There are two kinds of homestead exemption in Georgia. One is the exemption that lowers a homeowner's property tax bill. The other protects creditors from taking the home in bankruptcy.
Property Tax Exemption
You can request a homestead exemption for a year's property taxes if you owned the home on Jan. 1 and you claim it as your legal residence. If you move in mid-year, you can file for the exemption but it won't take effect until after the start of the following year.
File your application with your county's tax commissioner or tax assessor, depending on local policy. Submit the application by April 1 or you'll lose the exemption until the following year.
Nearly every home in Georgia is taxed on 40 percent of the fair market value. For example, a $100,000 home would have a taxable value of $40,000. The standard homestead exemption subtracts $2,000 from this amount, so on a $100,000 house, that reduces the taxable value to $38,000. This figure is multiplied by the property tax rate to arrive at the tax bill.
The standard exemption is available to any homeowner who meets the ownership and residency requirements. It applies to state, county, and school district taxes, with some exceptions, such as taxes used to retire bond debt. Other homestead exemptions are available as well.
- A homeowner age 65 years or older can claim a complete exemption from state property taxes on his home and up to 10 acres of land.
- A disabled veteran gets up to a $60,000 exemption applying to all property taxes, plus an added amount set by the federal government.
- The spouse of a police officer or firefighter who died in the line of duty gets a complete exemption as long as she doesn't remarry.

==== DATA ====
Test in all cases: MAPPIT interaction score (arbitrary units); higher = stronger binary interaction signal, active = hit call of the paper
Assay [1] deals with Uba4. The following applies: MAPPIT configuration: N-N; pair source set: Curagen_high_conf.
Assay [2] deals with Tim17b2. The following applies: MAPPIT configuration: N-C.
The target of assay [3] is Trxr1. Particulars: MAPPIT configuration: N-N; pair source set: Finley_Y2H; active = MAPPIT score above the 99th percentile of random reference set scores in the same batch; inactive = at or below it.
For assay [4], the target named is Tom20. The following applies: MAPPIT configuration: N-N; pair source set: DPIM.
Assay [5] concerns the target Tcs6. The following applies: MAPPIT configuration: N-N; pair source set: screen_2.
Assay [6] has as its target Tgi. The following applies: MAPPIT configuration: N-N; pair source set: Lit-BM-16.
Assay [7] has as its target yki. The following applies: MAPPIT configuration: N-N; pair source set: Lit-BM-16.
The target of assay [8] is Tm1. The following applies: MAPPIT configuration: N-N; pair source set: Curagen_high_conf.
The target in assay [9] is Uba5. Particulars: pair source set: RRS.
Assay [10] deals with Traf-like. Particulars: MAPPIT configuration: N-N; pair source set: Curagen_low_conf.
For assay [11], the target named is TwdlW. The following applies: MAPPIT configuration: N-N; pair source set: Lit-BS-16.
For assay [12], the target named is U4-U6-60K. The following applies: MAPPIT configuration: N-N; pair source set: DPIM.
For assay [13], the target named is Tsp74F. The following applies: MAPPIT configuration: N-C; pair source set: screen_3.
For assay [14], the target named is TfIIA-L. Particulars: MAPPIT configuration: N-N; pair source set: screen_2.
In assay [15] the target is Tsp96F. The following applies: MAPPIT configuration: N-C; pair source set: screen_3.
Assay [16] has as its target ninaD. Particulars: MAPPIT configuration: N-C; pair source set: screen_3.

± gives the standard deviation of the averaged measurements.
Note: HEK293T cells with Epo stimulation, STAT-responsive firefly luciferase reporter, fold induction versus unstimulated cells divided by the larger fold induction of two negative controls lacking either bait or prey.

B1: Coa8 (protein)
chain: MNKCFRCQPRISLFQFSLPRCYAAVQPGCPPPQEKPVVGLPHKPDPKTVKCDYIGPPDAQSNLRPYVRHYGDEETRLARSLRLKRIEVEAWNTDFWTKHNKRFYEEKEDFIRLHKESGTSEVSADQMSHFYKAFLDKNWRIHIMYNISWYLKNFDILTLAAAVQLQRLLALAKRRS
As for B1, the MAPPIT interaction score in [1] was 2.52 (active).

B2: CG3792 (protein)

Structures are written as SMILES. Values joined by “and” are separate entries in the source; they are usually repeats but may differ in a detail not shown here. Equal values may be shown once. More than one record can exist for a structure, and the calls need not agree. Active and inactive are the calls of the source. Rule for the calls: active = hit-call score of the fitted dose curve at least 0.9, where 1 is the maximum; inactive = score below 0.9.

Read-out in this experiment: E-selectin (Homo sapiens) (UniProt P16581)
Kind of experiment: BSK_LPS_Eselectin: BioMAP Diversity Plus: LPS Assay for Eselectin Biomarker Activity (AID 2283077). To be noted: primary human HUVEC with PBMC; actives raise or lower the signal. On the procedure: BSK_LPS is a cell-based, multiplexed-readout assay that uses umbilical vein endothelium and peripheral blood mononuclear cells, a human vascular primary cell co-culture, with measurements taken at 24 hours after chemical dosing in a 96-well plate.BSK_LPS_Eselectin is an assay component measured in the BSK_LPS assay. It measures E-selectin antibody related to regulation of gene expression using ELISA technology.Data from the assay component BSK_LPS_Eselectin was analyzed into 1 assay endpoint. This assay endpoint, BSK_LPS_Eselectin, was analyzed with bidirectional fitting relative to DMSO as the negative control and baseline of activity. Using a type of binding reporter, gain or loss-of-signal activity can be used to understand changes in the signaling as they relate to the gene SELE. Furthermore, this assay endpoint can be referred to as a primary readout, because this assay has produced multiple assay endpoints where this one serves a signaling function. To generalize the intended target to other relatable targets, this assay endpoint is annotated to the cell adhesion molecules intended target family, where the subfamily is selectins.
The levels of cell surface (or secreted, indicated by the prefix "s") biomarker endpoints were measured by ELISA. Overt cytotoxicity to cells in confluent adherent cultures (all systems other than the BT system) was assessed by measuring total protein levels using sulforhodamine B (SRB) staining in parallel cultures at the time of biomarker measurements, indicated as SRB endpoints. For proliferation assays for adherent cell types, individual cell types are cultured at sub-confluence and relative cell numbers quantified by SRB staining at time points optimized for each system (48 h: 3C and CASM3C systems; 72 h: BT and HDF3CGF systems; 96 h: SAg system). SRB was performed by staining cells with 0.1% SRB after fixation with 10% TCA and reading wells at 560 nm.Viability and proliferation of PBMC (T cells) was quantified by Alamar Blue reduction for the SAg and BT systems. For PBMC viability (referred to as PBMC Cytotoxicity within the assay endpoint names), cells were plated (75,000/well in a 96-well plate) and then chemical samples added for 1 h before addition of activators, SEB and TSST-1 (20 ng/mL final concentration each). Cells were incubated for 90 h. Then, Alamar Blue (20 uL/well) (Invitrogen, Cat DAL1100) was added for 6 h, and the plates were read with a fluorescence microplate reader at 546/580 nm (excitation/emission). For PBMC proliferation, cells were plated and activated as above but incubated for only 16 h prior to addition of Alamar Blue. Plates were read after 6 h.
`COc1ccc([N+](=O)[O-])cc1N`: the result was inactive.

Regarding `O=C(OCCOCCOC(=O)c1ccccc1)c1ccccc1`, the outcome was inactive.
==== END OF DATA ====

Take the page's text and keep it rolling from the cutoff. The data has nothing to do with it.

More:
Contact the county tax assessor about whether you can apply for more than one exemption. Cobb County allows you to apply for all exemptions you think you might qualify for, while Chatham County says that you can only apply for one, although you can choose whichever offers you the best tax break
Read More: What Is the Wild Card Exemption When Filing Chapter 7 Bankruptcy?
Freeze the Value
More than 20 counties in Georgia offer another type of exemption. The taxable value of the property remains the same as long as you live in the house, even if the property value goes up. This can apply to city, county or school taxes, subject to whatever qualifications each county chooses to set.
The Bankruptcy Homestead Exemption
A homestead exemption can be vitally important, too, if a homeowner has to file bankruptcy, but the bankruptcy homestead exemption is different from the tax exemption. It's governed by different laws.
Georgia law allows you to exempt up to $21,500 in home equity from forced sale or liquidation if you file Chapter 7 bankruptcy, or $43,000 if you and your spouse file bankruptcy together. Equity is the value of your home that exceeds the mortgage. These amounts cannot be turned over to your creditors.
The court can sell your house and other assets to pay your creditors when you file for Chapter 7 protection. The home sale would pay off your mortgage first, with any remaining funds going to your other creditors. If you have a $90,000 mortgage and $15,000 in home equity, the equity is less than the exemption amount so your creditors would get nothing. There's no point to selling the house, so the court will let you keep it.
Chapter 13 bankruptcy is different. You pay off your creditors over several years before the court discharges your remaining debts. The court won't sell your house, but exemptions still matter because your Chapter 13 payment plan must give creditors at least as much as they'd receive if you had filed Chapter 7 instead. The homestead exemption reduces the payoff in Chapter 7, so it makes it easier to qualify for Chapter 13.
Exemption values can change if the government changes its policies. Check out the local tax authority's website for current information. The Georgia Department of Revenue also has an online county-by-county guide to property taxes.
A graduate of Oberlin College, Fraser Sherman began writing in 1981. Since then he's researched and written newspaper and magazine stories on city government, court cases, business, real estate and finance, the uses of new technologies and film history. Sherman has worked for more than a decade as a newspaper reporter, and his magazine articles have been published in "Newsweek," "Air & Space," "Backpacker" and "Boys' Life." Sherman is also the author of three film reference books, with a fourth currently under way.